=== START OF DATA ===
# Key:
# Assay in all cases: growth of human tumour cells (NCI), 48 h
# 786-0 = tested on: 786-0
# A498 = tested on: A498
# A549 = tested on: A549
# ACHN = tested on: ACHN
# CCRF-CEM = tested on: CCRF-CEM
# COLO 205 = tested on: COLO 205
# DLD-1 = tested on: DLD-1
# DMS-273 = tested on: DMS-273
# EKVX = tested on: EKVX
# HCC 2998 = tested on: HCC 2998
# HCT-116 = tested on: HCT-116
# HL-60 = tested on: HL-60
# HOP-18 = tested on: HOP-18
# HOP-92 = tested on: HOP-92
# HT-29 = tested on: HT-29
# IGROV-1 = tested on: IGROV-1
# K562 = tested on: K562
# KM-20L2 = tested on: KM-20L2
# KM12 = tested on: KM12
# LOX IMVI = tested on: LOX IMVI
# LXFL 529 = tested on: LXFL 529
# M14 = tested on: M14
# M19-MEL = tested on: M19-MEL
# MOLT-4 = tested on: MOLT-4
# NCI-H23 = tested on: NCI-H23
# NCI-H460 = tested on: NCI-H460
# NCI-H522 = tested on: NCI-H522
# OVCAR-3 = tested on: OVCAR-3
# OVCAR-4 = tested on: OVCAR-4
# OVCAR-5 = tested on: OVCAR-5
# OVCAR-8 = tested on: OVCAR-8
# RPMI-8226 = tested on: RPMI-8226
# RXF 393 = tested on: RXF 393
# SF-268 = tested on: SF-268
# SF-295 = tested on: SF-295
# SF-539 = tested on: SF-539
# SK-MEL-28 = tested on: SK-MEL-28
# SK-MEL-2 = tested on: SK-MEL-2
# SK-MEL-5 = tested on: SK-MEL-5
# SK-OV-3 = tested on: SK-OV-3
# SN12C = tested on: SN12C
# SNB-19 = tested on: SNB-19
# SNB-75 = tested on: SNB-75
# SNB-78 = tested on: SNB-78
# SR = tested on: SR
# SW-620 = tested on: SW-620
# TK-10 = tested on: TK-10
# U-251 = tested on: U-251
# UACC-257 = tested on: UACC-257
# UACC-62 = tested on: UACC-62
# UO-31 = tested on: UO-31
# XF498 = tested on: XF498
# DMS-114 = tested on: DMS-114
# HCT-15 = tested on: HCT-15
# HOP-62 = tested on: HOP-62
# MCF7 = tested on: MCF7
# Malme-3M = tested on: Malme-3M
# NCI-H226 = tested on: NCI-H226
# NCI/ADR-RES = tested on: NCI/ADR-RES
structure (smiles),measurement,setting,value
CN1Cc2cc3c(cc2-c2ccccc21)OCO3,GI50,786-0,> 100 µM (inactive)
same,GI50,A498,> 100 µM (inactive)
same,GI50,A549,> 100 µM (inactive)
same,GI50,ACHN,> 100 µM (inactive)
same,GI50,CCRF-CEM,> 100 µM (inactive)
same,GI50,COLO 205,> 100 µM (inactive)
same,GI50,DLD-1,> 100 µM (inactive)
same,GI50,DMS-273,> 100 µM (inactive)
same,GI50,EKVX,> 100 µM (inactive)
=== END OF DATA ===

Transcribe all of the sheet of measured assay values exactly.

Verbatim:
# Key:
# Assay in all cases: growth of human tumour cells (NCI), 48 h
# 786-0 = tested on: 786-0
# A498 = tested on: A498
# A549 = tested on: A549
# ACHN = tested on: ACHN
# CCRF-CEM = tested on: CCRF-CEM
# COLO 205 = tested on: COLO 205
# DLD-1 = tested on: DLD-1
# DMS-273 = tested on: DMS-273
# EKVX = tested on: EKVX
# HCC 2998 = tested on: HCC 2998
# HCT-116 = tested on: HCT-116
# HL-60 = tested on: HL-60
# HOP-18 = tested on: HOP-18
# HOP-92 = tested on: HOP-92
# HT-29 = tested on: HT-29
# IGROV-1 = tested on: IGROV-1
# K562 = tested on: K562
# KM-20L2 = tested on: KM-20L2
# KM12 = tested on: KM12
# LOX IMVI = tested on: LOX IMVI
# LXFL 529 = tested on: LXFL 529
# M14 = tested on: M14
# M19-MEL = tested on: M19-MEL
# MOLT-4 = tested on: MOLT-4
# NCI-H23 = tested on: NCI-H23
# NCI-H460 = tested on: NCI-H460
# NCI-H522 = tested on: NCI-H522
# OVCAR-3 = tested on: OVCAR-3
# OVCAR-4 = tested on: OVCAR-4
# OVCAR-5 = tested on: OVCAR-5
# OVCAR-8 = tested on: OVCAR-8
# RPMI-8226 = tested on: RPMI-8226
# RXF 393 = tested on: RXF 393
# SF-268 = tested on: SF-268
# SF-295 = tested on: SF-295
# SF-539 = tested on: SF-539
# SK-MEL-28 = tested on: SK-MEL-28
# SK-MEL-2 = tested on: SK-MEL-2
# SK-MEL-5 = tested on: SK-MEL-5
# SK-OV-3 = tested on: SK-OV-3
# SN12C = tested on: SN12C
# SNB-19 = tested on: SNB-19
# SNB-75 = tested on: SNB-75
# SNB-78 = tested on: SNB-78
# SR = tested on: SR
# SW-620 = tested on: SW-620
# TK-10 = tested on: TK-10
# U-251 = tested on: U-251
# UACC-257 = tested on: UACC-257
# UACC-62 = tested on: UACC-62
# UO-31 = tested on: UO-31
# XF498 = tested on: XF498
# DMS-114 = tested on: DMS-114
# HCT-15 = tested on: HCT-15
# HOP-62 = tested on: HOP-62
# MCF7 = tested on: MCF7
# Malme-3M = tested on: Malme-3M
# NCI-H226 = tested on: NCI-H226
# NCI/ADR-RES = tested on: NCI/ADR-RES
structure (smiles),measurement,setting,value
CN1Cc2cc3c(cc2-c2ccccc21)OCO3,GI50,786-0,> 100 µM (inactive)
same,GI50,A498,> 100 µM (inactive)
same,GI50,A549,> 100 µM (inactive)
same,GI50,ACHN,> 100 µM (inactive)
same,GI50,CCRF-CEM,> 100 µM (inactive)
same,GI50,COLO 205,> 100 µM (inactive)
same,GI50,DLD-1,> 100 µM (inactive)
same,GI50,DMS-273,> 100 µM (inactive)
same,GI50,EKVX,> 100 µM (inactive)